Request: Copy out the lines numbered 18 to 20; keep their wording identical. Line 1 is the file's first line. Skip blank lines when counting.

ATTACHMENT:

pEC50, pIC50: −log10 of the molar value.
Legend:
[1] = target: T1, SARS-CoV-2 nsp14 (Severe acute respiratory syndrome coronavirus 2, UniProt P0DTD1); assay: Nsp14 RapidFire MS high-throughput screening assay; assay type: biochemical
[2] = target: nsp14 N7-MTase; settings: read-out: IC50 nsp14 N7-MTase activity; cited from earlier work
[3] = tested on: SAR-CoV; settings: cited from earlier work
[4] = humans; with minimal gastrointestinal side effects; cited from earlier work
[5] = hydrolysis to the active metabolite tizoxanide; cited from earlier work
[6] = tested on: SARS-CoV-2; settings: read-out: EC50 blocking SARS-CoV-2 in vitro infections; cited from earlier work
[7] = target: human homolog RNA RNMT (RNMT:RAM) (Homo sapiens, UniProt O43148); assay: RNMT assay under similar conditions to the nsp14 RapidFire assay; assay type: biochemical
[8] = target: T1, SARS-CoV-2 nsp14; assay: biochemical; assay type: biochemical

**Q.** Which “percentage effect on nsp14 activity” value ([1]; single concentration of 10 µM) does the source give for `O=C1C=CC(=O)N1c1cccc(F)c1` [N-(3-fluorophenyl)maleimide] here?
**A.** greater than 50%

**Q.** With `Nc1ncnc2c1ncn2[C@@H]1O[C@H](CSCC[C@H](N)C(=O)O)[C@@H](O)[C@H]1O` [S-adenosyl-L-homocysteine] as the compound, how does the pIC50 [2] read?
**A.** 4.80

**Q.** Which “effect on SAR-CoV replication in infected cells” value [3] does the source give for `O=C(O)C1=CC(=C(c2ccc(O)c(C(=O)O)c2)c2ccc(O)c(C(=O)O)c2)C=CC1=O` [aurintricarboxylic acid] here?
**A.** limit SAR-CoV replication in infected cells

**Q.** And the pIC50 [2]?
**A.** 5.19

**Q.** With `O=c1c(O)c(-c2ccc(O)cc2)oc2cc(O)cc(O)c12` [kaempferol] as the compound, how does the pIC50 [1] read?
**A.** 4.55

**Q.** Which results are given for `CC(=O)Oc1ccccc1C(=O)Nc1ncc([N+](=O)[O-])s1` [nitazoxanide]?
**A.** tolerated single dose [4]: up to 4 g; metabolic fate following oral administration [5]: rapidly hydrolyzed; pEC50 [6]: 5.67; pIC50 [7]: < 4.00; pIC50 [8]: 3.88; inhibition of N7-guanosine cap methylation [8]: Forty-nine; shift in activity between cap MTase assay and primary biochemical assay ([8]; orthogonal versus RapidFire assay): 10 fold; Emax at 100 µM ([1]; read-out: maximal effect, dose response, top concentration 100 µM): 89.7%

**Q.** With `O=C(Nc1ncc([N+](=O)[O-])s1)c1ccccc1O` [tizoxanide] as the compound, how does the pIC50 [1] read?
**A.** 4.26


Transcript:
**A.** 5.19

**Q.** With `O=c1c(O)c(-c2ccc(O)cc2)oc2cc(O)cc(O)c12` [kaempferol] as the compound, how does the pIC50 [1] read?
**A.** 4.55